Richard Flint: Don’t gamble with tech sector over betting reforms

Richard Flint is chief executive of Sky Betting & Gaming.
Richard Flint is chief executive of Sky Betting & Gaming.
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THE Government has published its response to the long anticipated Gambling Review and the headline measure was a reduction in the maximum stake on FOBTs – fixed odds betting terminals – to £2.

As an online only company, we don’t have this particular product, and I can understand some of the concerns around them, particularly given that FOBT players don’t have accounts that would enable them (or operators) to monitor and control their spending .

But the Government currently plans to make up any lost revenue from doing this by increasing the taxes paid by online gambling operators, like Sky Betting & Gaming, who don’t even have these machines.

As the UK’s most popular online gambling company, with our headquarters and over 95 per cent of our workforce in Yorkshire, this represents nothing less than a tax on Yorkshire jobs.

Unlike other online operators we are not based in Gibraltar or Malta, we are proudly headquartered in Leeds with a second office in Sheffield. We have created nearly 1,000 jobs in the last three years and have another 120 roles to fill right now.

We have launched schemes like our SBG CoLab programme - an incubator for tech businesses in the area. And this year we will open our graduate scheme for the fourth year running, helping build up the skills of local young people considering careers in technology.

So any increase in Remote Gaming Duty is a tax on hi-tech Yorkshire jobs and will clearly have an impact on our plans to create new roles in the North of England in the years to come.

Because we are based on on-shore here in Yorkshire, our tax burden is already high. Higher indeed than most of our competitors and higher than what we make in profit. Last year we paid £153m in taxes and made £146m in profit.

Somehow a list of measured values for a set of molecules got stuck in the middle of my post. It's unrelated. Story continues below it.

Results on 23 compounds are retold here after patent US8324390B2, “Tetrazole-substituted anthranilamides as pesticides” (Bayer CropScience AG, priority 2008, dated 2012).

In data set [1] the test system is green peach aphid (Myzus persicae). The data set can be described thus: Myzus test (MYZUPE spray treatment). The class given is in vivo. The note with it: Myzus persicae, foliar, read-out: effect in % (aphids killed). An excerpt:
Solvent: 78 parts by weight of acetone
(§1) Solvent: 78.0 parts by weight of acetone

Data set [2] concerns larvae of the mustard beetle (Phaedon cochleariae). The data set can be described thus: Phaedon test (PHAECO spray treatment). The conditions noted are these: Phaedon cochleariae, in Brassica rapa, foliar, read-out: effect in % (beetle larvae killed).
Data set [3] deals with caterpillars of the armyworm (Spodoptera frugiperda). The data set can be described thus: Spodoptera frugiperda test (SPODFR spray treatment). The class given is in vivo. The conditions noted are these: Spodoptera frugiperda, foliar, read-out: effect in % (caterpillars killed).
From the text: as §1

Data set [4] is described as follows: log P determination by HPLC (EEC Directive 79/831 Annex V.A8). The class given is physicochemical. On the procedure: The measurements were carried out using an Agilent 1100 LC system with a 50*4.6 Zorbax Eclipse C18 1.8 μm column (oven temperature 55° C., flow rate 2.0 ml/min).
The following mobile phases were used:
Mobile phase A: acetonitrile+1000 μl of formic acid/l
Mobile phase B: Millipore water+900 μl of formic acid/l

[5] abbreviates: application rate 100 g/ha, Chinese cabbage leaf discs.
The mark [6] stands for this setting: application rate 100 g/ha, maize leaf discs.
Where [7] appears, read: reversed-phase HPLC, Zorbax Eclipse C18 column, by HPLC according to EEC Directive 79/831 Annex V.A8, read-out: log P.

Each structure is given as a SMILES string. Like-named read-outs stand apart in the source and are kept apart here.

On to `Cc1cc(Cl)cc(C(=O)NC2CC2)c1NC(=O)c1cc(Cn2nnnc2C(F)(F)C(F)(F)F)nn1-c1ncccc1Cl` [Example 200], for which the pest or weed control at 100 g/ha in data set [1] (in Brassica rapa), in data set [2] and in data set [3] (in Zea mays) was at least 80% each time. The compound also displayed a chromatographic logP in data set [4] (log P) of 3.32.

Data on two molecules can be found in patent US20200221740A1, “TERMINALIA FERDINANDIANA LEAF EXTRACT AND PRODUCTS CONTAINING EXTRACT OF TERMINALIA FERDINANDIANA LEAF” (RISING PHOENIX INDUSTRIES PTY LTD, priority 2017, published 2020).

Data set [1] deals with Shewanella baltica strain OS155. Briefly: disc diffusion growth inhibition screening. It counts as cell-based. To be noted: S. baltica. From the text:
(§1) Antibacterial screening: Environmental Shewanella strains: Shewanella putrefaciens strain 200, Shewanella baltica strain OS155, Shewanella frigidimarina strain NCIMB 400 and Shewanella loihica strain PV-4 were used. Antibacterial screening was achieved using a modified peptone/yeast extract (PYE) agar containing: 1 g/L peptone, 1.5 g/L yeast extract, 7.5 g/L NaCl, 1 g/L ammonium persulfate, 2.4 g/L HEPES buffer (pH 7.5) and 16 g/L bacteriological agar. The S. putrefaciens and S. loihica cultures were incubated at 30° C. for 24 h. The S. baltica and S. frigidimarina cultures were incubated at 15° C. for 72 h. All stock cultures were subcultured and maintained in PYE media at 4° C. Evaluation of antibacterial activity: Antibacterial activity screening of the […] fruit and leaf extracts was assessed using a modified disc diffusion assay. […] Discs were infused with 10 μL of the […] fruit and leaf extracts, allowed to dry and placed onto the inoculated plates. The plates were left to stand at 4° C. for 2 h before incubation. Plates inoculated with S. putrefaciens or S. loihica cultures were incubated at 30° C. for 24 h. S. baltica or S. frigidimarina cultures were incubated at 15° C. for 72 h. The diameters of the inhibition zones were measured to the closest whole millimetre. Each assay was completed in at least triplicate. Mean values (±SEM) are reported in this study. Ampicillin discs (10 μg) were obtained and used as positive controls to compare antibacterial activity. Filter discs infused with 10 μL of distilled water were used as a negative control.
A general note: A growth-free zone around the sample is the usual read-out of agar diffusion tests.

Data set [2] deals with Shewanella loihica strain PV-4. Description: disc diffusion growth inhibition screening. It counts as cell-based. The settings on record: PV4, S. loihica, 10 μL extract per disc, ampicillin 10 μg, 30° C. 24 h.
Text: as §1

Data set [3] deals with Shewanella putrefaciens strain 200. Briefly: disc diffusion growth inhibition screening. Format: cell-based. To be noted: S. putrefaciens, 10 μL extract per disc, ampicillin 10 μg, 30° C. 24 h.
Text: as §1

It is right that we did this – we are a UK-based business and proud of the contribution we make to Yorkshire and the wider UK economy. A contribution by the way, that was worth £300m in GVA to the regional economy.

But it can’t be right to increase our tax burden even further to pay for a change in regulations that are unrelated to us. Especially when there are other, more equitable ways the government could raise any revenue it may need to cover this shortfall.

Rather than punishing a UK based job creator, the Government should focus on getting a fairer tax contribution from other tech companies who, unlike us, don’t already pay sufficient taxes on their UK activities.

In the gambling industry the Government levies a tax on the profits we make from our UK based consumers. We have to identify where our customers are based, and if they are in the UK, tax them accordingly. Why can’t the Government look to extend this type of taxation to the big tech companies? Surely Google, Facebook and others know where their users are, know where their ads are viewed, and could pay taxes accordingly?

Or if the Government wants to look only within the gambling industry, then what about closing the loophole that means companies based offshore don’t pay VAT on their marketing and other costs? This tax cost Sky Betting & Gaming around £30m last year so extending it to other companies could easily address any shortfall the reduction in FOBT stakes might lead to.

At Sky Betting & Gaming, we are committed to providing safer gambling, and recognise that regulation plays an important part in ensuring people can gamble safely. We welcome the Government’s wider proposals around online safety and the importance of using data to ensure gamblers are protected. We already invest tens of millions of pounds in people, systems and the industry’s first ever safer gambling advertising campaign designed to reduce problem gambling in our customer base and we plan to increase this spend.

To this end, Sky Betting & Gaming has already put forward a four point plan to industry. This includes harnessing technology so we can use customer data to understand player behaviour, and monitor for signs of harm.

We want to make a concerted effort to interact with customers who show signs of harm, discuss their gambling behaviour with them, and present details of their behaviour clearly. Finally, we will want to increase our interventions with customers to stop them harming themselves in the most extreme cases.

We look forward to working with the Government and industry going forward to continue to build a safer more responsible gambling industry fit for the 21st century. However, Ministers need to think through the implications of further tax increases online, or risk unintended consequences which would damage our local economy.

Otherwise this will be another measure from Government that makes people think twice about their support for the Northern Powerhouse in general, and Yorkshire in particular.

Richard Flint is chief executive of Sky Betting & Gaming.

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